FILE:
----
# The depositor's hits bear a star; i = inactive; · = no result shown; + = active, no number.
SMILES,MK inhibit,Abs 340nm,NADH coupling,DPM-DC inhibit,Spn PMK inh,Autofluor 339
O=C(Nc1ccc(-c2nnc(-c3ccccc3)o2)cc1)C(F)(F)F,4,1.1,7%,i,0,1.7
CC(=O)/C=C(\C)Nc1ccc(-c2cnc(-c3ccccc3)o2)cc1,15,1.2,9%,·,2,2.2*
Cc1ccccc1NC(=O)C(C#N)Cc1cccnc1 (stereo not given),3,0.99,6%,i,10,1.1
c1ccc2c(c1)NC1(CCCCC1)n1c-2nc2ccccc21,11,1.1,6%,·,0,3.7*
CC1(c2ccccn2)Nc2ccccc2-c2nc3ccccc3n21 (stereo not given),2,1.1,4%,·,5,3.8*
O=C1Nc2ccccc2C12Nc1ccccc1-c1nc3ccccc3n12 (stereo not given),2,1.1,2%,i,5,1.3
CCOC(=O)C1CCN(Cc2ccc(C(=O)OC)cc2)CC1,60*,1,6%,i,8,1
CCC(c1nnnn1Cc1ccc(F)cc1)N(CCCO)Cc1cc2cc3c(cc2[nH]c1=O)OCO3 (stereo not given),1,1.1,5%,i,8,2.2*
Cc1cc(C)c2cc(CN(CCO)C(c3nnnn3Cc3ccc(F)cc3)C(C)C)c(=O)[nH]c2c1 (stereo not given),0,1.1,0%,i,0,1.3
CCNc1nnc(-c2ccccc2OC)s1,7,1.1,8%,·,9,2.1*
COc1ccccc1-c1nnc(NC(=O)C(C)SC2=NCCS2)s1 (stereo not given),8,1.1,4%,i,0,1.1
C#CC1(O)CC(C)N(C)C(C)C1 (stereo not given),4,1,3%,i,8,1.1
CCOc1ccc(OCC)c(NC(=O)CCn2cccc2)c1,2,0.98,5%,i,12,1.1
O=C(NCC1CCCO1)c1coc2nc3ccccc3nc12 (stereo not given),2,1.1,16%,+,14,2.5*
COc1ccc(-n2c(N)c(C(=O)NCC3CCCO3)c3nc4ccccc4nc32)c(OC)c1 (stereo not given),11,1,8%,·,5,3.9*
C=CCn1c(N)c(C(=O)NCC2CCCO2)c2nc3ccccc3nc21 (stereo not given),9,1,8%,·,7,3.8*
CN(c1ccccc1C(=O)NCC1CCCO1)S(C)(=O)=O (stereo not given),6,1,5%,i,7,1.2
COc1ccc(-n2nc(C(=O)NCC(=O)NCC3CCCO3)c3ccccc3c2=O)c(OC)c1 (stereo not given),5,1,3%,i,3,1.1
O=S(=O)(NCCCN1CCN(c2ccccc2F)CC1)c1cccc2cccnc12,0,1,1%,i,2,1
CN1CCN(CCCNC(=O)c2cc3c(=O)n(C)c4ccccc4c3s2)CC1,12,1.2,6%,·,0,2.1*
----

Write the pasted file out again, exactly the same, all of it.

# The depositor's hits bear a star; i = inactive; · = no result shown; + = active, no number.
SMILES,MK inhibit,Abs 340nm,NADH coupling,DPM-DC inhibit,Spn PMK inh,Autofluor 339
O=C(Nc1ccc(-c2nnc(-c3ccccc3)o2)cc1)C(F)(F)F,4,1.1,7%,i,0,1.7
CC(=O)/C=C(\C)Nc1ccc(-c2cnc(-c3ccccc3)o2)cc1,15,1.2,9%,·,2,2.2*
Cc1ccccc1NC(=O)C(C#N)Cc1cccnc1 (stereo not given),3,0.99,6%,i,10,1.1
c1ccc2c(c1)NC1(CCCCC1)n1c-2nc2ccccc21,11,1.1,6%,·,0,3.7*
CC1(c2ccccn2)Nc2ccccc2-c2nc3ccccc3n21 (stereo not given),2,1.1,4%,·,5,3.8*
O=C1Nc2ccccc2C12Nc1ccccc1-c1nc3ccccc3n12 (stereo not given),2,1.1,2%,i,5,1.3
CCOC(=O)C1CCN(Cc2ccc(C(=O)OC)cc2)CC1,60*,1,6%,i,8,1
CCC(c1nnnn1Cc1ccc(F)cc1)N(CCCO)Cc1cc2cc3c(cc2[nH]c1=O)OCO3 (stereo not given),1,1.1,5%,i,8,2.2*
Cc1cc(C)c2cc(CN(CCO)C(c3nnnn3Cc3ccc(F)cc3)C(C)C)c(=O)[nH]c2c1 (stereo not given),0,1.1,0%,i,0,1.3
CCNc1nnc(-c2ccccc2OC)s1,7,1.1,8%,·,9,2.1*
COc1ccccc1-c1nnc(NC(=O)C(C)SC2=NCCS2)s1 (stereo not given),8,1.1,4%,i,0,1.1
C#CC1(O)CC(C)N(C)C(C)C1 (stereo not given),4,1,3%,i,8,1.1
CCOc1ccc(OCC)c(NC(=O)CCn2cccc2)c1,2,0.98,5%,i,12,1.1
O=C(NCC1CCCO1)c1coc2nc3ccccc3nc12 (stereo not given),2,1.1,16%,+,14,2.5*
COc1ccc(-n2c(N)c(C(=O)NCC3CCCO3)c3nc4ccccc4nc32)c(OC)c1 (stereo not given),11,1,8%,·,5,3.9*
C=CCn1c(N)c(C(=O)NCC2CCCO2)c2nc3ccccc3nc21 (stereo not given),9,1,8%,·,7,3.8*
CN(c1ccccc1C(=O)NCC1CCCO1)S(C)(=O)=O (stereo not given),6,1,5%,i,7,1.2
COc1ccc(-n2nc(C(=O)NCC(=O)NCC3CCCO3)c3ccccc3c2=O)c(OC)c1 (stereo not given),5,1,3%,i,3,1.1
O=S(=O)(NCCCN1CCN(c2ccccc2F)CC1)c1cccc2cccnc12,0,1,1%,i,2,1
CN1CCN(CCCNC(=O)c2cc3c(=O)n(C)c4ccccc4c3s2)CC1,12,1.2,6%,·,0,2.1*